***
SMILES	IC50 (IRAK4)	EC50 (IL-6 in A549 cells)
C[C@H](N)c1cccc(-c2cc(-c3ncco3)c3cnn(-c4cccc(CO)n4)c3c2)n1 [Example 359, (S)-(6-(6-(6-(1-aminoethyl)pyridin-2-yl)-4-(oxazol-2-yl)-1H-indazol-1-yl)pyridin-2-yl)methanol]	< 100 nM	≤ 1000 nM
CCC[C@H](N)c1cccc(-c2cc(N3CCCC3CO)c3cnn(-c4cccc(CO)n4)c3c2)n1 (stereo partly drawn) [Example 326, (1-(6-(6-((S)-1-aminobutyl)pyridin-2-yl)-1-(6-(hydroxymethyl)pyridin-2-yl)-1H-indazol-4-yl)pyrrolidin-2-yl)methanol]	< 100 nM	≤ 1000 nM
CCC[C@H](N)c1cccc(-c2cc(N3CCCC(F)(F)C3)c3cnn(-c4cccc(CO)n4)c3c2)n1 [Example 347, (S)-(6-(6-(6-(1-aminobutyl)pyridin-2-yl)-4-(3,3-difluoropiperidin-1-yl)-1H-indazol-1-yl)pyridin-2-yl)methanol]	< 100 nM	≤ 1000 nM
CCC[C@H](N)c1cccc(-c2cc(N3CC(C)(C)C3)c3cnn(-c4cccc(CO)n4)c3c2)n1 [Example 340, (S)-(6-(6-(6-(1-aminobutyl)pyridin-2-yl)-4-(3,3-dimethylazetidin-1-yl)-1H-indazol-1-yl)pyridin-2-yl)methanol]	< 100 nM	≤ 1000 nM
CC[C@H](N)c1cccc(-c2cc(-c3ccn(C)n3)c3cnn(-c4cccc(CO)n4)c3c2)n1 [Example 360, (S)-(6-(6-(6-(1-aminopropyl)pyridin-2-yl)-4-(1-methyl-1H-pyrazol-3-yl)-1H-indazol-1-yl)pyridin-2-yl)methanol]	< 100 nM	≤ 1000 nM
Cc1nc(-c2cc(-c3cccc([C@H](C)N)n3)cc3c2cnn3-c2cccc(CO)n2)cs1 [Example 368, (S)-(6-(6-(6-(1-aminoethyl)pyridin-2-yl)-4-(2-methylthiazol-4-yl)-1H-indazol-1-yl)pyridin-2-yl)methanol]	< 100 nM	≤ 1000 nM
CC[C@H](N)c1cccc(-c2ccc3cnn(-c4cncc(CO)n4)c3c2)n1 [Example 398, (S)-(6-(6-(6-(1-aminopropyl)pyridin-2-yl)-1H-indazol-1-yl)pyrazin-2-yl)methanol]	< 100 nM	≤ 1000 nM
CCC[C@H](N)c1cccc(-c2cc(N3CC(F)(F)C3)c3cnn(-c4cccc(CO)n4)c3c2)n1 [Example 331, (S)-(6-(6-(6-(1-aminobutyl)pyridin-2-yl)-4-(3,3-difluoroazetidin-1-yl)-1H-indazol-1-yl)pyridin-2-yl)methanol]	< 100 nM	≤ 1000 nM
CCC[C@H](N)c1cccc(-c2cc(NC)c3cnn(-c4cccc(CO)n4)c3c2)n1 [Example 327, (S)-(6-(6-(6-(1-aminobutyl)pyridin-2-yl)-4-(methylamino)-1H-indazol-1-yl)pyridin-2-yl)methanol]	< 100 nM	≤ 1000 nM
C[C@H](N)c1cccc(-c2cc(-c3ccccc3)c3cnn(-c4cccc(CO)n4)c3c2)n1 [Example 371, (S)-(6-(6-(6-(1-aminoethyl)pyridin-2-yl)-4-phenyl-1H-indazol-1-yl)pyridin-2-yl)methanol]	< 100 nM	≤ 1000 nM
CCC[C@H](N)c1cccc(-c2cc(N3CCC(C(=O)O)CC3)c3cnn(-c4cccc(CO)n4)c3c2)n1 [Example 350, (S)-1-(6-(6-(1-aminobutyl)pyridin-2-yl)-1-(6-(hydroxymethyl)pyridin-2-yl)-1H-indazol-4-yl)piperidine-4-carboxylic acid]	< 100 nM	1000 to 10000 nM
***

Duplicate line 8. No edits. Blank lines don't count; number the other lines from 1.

CC[C@H](N)c1cccc(-c2ccc3cnn(-c4cncc(CO)n4)c3c2)n1 [Example 398, (S)-(6-(6-(6-(1-aminopropyl)pyridin-2-yl)-1H-indazol-1-yl)pyrazin-2-yl)methanol]	< 100 nM	≤ 1000 nM